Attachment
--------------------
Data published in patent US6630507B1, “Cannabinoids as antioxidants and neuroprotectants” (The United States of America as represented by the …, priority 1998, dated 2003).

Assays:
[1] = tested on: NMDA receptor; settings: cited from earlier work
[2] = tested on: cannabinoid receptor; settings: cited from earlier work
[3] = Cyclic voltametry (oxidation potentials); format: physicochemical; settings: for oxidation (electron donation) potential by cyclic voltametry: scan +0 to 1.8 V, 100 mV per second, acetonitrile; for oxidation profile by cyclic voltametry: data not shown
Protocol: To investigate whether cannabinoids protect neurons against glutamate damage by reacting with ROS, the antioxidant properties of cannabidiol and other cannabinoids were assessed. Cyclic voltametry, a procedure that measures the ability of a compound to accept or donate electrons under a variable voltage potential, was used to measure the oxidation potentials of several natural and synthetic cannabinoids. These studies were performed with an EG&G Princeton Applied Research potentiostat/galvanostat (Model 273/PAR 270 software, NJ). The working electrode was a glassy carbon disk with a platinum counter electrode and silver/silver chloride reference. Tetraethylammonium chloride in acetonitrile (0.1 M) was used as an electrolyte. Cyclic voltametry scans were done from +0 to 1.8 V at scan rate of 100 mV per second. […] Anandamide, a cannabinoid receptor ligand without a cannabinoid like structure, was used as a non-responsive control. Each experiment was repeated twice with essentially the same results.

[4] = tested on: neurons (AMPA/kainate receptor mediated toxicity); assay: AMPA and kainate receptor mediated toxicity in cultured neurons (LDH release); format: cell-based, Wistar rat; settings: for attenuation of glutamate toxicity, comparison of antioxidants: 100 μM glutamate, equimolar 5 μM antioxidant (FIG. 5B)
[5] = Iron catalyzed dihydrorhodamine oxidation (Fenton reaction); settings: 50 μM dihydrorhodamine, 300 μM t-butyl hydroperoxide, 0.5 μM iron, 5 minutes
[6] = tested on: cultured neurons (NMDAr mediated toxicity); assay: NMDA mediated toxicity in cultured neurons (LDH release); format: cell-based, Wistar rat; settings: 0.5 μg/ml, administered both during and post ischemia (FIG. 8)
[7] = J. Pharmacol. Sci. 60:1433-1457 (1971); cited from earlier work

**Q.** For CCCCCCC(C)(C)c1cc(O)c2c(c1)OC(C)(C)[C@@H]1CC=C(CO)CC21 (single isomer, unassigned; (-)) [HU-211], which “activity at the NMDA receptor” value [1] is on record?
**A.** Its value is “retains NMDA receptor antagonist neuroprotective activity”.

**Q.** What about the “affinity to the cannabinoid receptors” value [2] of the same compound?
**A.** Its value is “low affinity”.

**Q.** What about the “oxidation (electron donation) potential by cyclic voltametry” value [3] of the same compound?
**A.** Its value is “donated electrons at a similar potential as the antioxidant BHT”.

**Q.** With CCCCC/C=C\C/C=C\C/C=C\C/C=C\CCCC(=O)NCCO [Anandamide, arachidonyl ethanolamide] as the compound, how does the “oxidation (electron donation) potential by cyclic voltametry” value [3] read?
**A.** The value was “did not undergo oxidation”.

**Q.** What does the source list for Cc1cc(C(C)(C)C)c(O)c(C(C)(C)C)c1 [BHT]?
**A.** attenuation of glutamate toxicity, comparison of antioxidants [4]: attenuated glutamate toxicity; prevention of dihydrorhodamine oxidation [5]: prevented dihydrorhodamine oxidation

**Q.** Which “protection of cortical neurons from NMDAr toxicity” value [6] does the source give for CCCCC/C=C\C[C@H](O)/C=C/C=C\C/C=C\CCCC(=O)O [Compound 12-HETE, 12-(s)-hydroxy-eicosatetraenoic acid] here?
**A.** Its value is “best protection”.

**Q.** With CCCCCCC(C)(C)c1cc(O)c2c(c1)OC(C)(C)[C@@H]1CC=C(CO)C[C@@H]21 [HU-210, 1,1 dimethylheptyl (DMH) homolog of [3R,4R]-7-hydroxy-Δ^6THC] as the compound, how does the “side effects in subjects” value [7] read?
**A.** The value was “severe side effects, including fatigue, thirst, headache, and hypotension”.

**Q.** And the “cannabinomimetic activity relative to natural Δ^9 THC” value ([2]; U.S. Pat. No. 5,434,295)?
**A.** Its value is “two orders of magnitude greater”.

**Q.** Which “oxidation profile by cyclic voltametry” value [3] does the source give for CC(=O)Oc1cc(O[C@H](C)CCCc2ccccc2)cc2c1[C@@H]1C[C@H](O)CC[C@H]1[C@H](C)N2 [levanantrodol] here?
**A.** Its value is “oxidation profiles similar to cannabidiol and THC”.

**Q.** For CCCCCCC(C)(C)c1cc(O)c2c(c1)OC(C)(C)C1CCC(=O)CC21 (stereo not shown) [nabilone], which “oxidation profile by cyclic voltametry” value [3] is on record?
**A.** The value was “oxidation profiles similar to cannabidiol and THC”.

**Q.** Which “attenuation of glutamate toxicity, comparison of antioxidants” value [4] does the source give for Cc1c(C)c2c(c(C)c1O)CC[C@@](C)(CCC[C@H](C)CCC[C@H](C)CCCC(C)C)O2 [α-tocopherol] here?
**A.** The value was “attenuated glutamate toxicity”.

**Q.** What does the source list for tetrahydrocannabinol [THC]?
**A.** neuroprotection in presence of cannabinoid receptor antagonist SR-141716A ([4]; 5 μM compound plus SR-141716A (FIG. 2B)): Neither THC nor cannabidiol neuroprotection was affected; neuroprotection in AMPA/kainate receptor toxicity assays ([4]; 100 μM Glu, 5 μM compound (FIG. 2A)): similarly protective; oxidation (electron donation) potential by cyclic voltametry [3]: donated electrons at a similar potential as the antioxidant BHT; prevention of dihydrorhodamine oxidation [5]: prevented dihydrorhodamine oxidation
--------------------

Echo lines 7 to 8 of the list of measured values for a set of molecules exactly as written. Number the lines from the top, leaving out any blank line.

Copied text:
[4] = tested on: neurons (AMPA/kainate receptor mediated toxicity); assay: AMPA and kainate receptor mediated toxicity in cultured neurons (LDH release); format: cell-based, Wistar rat; settings: for attenuation of glutamate toxicity, comparison of antioxidants: 100 μM glutamate, equimolar 5 μM antioxidant (FIG. 5B)
[5] = Iron catalyzed dihydrorhodamine oxidation (Fenton reaction); settings: 50 μM dihydrorhodamine, 300 μM t-butyl hydroperoxide, 0.5 μM iron, 5 minutes